“War suspends morality.”

I recall these words because I am now reminded of advice given me a year ago when the crumbling of the credit markets first became manifest to a financially less literate world. While I was personally wrestling mentally with the moral hazard issues surrounding banking bailouts and the like, a South African fund manager friend made the following pertinent observation: in a shooting war, don’t waste time scrupling over moral hazard – the objective is survival.

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What Keeps Them Up At Night

WHAT KEEPS THEM UP AT NIGHT

“Government has coddled, accepted, and ignored white collar crime for too long. It is time the nation woke up and realized that it’s not the armed robbers or drug dealers who cause the most economic harm, it’s the white collar criminals living in the most expensive homes who have the most impressive resumes who harm us the most. They steal our pensions, bankrupt our companies, and destroy thousands of jobs, ruining countless lives.” – Harry Markopolos, Madoff Whistleblower

Image result for bank ceos in front of congress

The tenth anniversary of the Wall Street created financial catastrophe brought back some bittersweet memories this week. I wrote my first articles during the summer/fall of 2008 for Seeking Alpha. They included: Is The U.S Banking System Safe? (Aug 2008), The Great Consumer Crash of 2009 (Aug 2008), Looming Financial Catastrophe: A Real Inconvenient Truth (Aug 2008), Is Wachovia the Worst Run Bank in America (Sept 2008), The U.S. on the Precipice (Sept 2008), On Board the U.S.S. Titanic (Sept 2008), Our Coming Depression (Oct 2008), among others. I was pumping out 5,000 word articles every 2 or 3 days.

I was full of piss and vinegar. I was outraged by the actions taken by Paulson, Bernanke and Bush in bailing out criminal bankers with our money. This ensemble of accurate and acerbic articles led to requests for appearances on Glenn Beck’s CNN show, Neil Cavuto’s show, and several others. My need for my day job led me to turning down the invitations. I did several radio interviews, but kept a relatively low profile.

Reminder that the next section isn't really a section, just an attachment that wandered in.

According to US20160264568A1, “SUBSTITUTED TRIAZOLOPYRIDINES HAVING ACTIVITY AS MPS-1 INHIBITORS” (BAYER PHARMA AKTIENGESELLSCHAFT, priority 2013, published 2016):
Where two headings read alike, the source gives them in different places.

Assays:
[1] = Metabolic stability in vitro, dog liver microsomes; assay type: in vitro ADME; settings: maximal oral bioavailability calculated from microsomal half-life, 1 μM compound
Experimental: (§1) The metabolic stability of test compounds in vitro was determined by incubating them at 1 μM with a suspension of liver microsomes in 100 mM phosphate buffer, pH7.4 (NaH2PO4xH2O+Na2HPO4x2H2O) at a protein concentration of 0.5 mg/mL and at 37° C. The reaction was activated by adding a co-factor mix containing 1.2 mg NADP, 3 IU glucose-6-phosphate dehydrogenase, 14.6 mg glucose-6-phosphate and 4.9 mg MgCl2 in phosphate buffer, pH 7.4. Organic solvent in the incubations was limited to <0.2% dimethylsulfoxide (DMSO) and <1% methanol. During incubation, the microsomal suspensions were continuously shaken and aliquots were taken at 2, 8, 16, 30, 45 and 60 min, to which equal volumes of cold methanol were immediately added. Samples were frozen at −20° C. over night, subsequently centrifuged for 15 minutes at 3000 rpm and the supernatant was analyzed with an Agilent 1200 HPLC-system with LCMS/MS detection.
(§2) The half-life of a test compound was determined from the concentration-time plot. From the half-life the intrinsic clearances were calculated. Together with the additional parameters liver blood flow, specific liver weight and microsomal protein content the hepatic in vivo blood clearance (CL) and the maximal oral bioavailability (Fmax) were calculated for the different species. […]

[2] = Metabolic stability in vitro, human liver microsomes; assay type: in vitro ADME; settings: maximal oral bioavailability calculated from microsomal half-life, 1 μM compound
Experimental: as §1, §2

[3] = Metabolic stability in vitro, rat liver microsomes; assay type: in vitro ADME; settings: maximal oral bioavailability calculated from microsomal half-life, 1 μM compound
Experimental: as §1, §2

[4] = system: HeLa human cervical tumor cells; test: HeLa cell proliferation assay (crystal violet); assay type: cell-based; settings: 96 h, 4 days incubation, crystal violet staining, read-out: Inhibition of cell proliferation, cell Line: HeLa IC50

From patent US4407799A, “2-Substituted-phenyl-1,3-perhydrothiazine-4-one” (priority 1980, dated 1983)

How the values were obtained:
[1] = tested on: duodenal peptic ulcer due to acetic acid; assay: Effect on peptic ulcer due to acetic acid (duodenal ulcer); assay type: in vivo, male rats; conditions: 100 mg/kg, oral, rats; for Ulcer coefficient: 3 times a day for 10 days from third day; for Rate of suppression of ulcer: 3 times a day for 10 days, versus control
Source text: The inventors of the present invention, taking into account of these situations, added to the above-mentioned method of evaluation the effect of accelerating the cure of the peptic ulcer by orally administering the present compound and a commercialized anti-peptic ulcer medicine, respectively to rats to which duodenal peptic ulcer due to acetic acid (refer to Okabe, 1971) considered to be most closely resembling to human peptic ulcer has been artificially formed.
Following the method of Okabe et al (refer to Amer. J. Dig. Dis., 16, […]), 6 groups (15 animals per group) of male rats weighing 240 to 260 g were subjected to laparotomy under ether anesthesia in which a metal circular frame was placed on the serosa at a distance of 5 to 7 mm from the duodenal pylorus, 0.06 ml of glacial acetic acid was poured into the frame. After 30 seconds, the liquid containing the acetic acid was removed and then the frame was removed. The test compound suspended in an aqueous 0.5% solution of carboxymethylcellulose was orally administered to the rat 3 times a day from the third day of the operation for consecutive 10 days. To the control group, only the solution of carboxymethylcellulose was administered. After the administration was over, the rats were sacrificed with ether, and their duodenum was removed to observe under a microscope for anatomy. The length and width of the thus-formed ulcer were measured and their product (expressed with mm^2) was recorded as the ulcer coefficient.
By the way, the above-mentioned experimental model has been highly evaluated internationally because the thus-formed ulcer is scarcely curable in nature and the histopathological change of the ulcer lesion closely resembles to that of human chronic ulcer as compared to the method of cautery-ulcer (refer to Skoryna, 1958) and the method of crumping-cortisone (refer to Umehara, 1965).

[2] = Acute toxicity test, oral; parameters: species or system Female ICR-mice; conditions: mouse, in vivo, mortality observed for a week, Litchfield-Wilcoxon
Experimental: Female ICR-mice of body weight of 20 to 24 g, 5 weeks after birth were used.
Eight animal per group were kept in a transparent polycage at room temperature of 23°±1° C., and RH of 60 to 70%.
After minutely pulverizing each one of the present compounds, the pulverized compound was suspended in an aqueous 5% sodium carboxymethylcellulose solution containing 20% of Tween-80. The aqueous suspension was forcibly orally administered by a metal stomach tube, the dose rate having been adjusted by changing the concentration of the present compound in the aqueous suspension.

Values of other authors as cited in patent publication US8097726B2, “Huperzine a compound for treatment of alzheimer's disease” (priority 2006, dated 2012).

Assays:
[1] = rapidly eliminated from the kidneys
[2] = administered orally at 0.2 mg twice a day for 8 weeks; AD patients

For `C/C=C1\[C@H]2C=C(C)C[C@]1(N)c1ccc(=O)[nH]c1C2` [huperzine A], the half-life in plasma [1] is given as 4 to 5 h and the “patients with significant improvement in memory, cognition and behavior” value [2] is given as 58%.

Ten years later, I’m running low on piss and vinegar. Irrationality reigns. Abnormal is the new normal. Delusions and new paradigms rule the day. During manias it is virtually useless to try and use facts and rational arguments against propaganda, misinformation and hype. The delusional will have to be clubbed like a baby seal once again to regain some sense of reality.

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The Bank Bailout of 2008 was Unnecessa

The Bank Bailout of 2008 was Unnecessary

Photo Source Xavier | CC BY 2.0

This week marked 10 years since the harrowing descent into the financial crisis — when the huge investment bank Lehman Bros. went into bankruptcy, with the country’s largest insurer, AIG, about to follow. No one was sure which financial institution might be next to fall.

The banking system started to freeze up. Banks typically extend short-term credit to one another for a few hundredths of a percentage point more than the cost of borrowing from the federal government. This gap exploded to 4 or 5 percentage points after Lehman collapsed. Federal Reserve Chair Ben Bernanke — along with Treasury Secretary Henry Paulson and Federal Reserve Bank of New York President Timothy Geithner — rushed to Congress to get $700 billion to bail out the banks. “If we don’t do this today we won’t have an economy on Monday,” is the line famously attributed to Bernanke.

The trio argued to lawmakers that without the bailout, the United States faced a catastrophic collapse of the financial system and a second Great Depression.

Neither part of that story was true.

Still, news reports on the crisis raised the prospect of empty ATMs and checks uncashed. There were stories in major media outlets about the bank runs of 1929.

No such scenario was in the cards in 2008. Unlike 1929, we have the Federal Deposit Insurance Corporation. The FDIC was created precisely to prevent the sort of bank runs that were common during the Great Depression and earlier financial panics. The FDIC is very good at taking over a failed bank to ensure that checks are honored and ATMs keep working. In fact, the FDIC took over several major banks and many minor ones during the Great Recession. Business carried on as normal and most customers — unless they were following the news closely — remained unaware.

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Weekly Commentary: Approaching the 10-year Anniversary

Weekly Commentary: Approaching the 10-year Anniversary

We’re rapidly Approaching the 10-year Anniversary of the 2008 financial crisis. Exactly one decade ago to the day (September 7, 2008), Fannie Mae and Freddie Mac were placed into government receivership. And for at least a decade, there has been nothing more than talk of reforming the government-sponsored-enterprises.